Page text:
Please login to the form below

Whats the difference between patient engagement and patient experience?

We all talk a lot about patient engagement and patient experience. And sometimes, these terms are used interchangeably across the industry. But while they’re both important, they’re not the same. So, let’s quickly clear up once and for all what the difference between patient engagement and patient experience is, so we can make sure that we’re doing the best possible job in both areas…

Patient engagement

Patient engagement involves building the capacity of patients, families, carers and healthcare providers to facilitate and support the active involvement of patients in their own care, in order to enhance safety, quality and people-centredness. In short, patient engagement puts patients back in control of their own health and how it’s managed. Makes sense, right?

In clinical trials, there are loads opportunities to engage with patients:

  • To find unmet needs
  • Study planning and protocol design
  • Supporting a recruitment and retention strategy
  • Feedback on processes

The outcomes of this can be massively beneficial, including better:

Patient experience

Patient experience is more about the outcomes of how we interact with patients. Every interaction they have with healthcare, everything that they feel on their patient journey, and everything that happens to them, all come together to form an overall patient experience. In clinical research, we can try and take control of and improve the patient experience by using insights from patient engagement activities. Examples include adjusting a protocol design to make it more patient-centric or making the design of a clinical study website more patient friendly. Small changes like these can make the patient experience more positive overall.

Whether you’re looking to boost patient engagement or experience, we’re here to make it simple, so get in touch. And to learn more about how to design your study with patients at the core, check out our white paper.

This blog was originally published here:

16th October 2020



Company Details

COUCH Health

+44 (0) 330 995 0656

Contact Website

Suite 2.10, Jactin House
24 Hood Street
M4 6WX
United Kingdom

Latest content on this profile

COUCH Health publishes report to encourage patient engagement in the MedTech sector
Manchester, UK, 27 February 2023 — COUCH Health today announced the publication of a new report “The Power of Patient Engagement in MedTech”.
COUCH Health
#DemandDiversity: Why cultural safety is an important step towards achieving diversity in clinical trials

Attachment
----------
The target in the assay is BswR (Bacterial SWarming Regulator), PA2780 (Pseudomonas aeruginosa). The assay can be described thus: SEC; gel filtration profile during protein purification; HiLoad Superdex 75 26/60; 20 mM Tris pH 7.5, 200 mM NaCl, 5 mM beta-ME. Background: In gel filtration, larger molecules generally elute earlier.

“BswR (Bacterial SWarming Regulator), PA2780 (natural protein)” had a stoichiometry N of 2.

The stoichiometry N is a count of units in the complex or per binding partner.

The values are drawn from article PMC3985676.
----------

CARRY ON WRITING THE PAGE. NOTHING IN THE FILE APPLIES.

In our recent Demand Diversity research, a Black American participant said, “I wish people were more educated. Doctors are supposed to treat everyone the same, not have favourites. They need unconscious bias training.”
COUCH Health
How do ethnic minority groups in the U.S. view clinical trials?
This year, we decided to do the same with ethnic minority communities over in the United States (U.S.) too. Ultimately, we wanted to explore attitudes towards clinical trials from these communities, understand the barriers in participation, and determine what factors may influence people’s decisions to take part.
COUCH Health
Three things to consider when using social listening research for patient recruitment
We are looking at how patient research can power your patient recruitment campaign. A look into social listening follows on from this blog perfectly, offering a stronger and more authentic alternative to relying on data trends to guide your activities. So, let’s get started…
COUCH Health
4 ways mobile ethnography studies can elevate your patient insights
How can we achieve more real-life, in-the-moment insights from different groups to understand their thoughts and behaviours? This is where ethnography studies come in.
COUCH Health
#DemandDiversity: We’re calling on the clinical trials industry to include us all
The lack of diversity in clinical trials is something we’ve spoken about time and time again. By now, you might think we sound a bit like a broken record. But, the fact is, many people still aren’t aware of the underrepresentation, especially those who don’t work in the industry. Do you think if the clinical research industry could see the people they were leaving out of clinical trials, and hear how they felt about being underrepresented, it would make a difference?
COUCH Health